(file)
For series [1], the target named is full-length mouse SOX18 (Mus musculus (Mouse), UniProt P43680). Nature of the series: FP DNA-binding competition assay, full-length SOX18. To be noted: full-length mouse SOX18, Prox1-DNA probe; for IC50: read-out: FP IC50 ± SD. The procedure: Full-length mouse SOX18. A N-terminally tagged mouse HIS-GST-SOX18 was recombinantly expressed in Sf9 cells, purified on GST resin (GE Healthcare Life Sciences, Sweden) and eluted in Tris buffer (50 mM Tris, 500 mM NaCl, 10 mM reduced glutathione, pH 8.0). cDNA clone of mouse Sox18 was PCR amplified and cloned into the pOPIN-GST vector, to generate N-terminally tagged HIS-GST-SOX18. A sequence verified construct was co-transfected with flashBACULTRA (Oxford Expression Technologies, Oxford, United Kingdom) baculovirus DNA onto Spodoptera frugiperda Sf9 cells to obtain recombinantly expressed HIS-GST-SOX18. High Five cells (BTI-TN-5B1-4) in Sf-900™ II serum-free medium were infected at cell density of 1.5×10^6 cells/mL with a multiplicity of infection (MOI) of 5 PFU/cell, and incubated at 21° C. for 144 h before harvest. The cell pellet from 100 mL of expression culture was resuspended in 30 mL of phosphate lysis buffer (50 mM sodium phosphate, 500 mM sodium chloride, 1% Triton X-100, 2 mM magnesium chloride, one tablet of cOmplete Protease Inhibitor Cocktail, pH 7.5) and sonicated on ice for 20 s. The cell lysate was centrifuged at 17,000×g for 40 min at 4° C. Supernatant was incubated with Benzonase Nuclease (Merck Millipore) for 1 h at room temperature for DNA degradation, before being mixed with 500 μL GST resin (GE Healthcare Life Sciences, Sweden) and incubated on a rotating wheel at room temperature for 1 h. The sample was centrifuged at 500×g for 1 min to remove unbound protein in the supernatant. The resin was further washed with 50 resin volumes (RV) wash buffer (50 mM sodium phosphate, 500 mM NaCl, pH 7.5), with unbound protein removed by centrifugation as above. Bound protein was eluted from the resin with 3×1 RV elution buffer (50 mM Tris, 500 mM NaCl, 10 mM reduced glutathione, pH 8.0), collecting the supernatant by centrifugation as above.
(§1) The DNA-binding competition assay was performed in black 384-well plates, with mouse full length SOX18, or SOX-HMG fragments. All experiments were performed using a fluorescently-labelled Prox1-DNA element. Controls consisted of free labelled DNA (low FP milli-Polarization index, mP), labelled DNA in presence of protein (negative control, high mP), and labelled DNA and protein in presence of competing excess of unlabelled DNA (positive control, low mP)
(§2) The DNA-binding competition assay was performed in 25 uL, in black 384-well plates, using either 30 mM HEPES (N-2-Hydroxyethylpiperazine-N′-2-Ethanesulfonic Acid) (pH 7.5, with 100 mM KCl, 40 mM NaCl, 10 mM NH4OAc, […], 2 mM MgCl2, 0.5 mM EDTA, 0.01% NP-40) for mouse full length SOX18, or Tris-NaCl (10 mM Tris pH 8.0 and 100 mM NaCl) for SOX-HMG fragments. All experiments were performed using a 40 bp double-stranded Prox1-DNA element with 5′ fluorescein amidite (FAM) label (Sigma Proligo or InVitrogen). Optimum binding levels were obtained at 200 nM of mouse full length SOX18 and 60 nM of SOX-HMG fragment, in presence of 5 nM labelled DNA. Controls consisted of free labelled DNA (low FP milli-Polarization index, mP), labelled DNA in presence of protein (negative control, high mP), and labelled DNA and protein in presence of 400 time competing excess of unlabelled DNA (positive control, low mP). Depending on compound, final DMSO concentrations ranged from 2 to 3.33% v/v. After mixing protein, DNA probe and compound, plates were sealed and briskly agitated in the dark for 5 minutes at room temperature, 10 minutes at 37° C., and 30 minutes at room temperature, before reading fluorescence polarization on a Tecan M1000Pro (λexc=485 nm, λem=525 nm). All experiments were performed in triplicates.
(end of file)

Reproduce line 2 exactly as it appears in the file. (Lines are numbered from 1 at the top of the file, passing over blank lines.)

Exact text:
(§1) The DNA-binding competition assay was performed in black 384-well plates, with mouse full length SOX18, or SOX-HMG fragments. All experiments were performed using a fluorescently-labelled Prox1-DNA element. Controls consisted of free labelled DNA (low FP milli-Polarization index, mP), labelled DNA in presence of protein (negative control, high mP), and labelled DNA and protein in presence of competing excess of unlabelled DNA (positive control, low mP)